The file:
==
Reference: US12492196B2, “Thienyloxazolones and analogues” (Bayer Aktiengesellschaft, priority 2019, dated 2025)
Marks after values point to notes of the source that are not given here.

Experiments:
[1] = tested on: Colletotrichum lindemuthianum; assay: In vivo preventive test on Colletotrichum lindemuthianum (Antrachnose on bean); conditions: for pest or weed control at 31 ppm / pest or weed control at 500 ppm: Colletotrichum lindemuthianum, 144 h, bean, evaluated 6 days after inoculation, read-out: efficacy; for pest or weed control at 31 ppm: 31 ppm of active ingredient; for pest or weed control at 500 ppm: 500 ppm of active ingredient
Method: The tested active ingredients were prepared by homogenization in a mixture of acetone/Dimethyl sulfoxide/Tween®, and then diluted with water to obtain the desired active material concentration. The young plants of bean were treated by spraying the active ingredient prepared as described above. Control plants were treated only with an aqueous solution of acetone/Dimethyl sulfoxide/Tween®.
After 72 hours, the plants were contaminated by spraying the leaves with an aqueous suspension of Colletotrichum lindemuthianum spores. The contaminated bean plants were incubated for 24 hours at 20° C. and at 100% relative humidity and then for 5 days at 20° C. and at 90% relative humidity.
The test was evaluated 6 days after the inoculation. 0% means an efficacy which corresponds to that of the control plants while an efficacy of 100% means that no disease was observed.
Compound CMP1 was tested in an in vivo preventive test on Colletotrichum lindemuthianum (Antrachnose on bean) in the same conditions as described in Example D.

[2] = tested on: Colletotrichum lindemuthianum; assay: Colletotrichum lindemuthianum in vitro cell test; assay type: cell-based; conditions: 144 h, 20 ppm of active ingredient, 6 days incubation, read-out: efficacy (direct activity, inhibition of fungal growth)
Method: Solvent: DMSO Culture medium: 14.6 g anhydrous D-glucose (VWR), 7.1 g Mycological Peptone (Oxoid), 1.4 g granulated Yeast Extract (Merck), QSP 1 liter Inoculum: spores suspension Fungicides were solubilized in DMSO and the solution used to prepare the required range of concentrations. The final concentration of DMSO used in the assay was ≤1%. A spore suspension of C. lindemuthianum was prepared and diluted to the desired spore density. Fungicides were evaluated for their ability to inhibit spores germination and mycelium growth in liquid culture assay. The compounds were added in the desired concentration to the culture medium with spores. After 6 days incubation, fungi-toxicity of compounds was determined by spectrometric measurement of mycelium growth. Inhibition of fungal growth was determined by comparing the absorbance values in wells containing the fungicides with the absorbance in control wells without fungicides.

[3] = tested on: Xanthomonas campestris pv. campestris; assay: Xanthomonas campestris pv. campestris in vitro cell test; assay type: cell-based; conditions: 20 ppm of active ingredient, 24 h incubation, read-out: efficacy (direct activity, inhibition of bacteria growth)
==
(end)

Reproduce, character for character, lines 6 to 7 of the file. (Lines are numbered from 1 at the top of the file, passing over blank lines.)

After 72 hours, the plants were contaminated by spraying the leaves with an aqueous suspension of Colletotrichum lindemuthianum spores. The contaminated bean plants were incubated for 24 hours at 20° C. and at 100% relative humidity and then for 5 days at 20° C. and at 90% relative humidity.
The test was evaluated 6 days after the inoculation. 0% means an efficacy which corresponds to that of the control plants while an efficacy of 100% means that no disease was observed.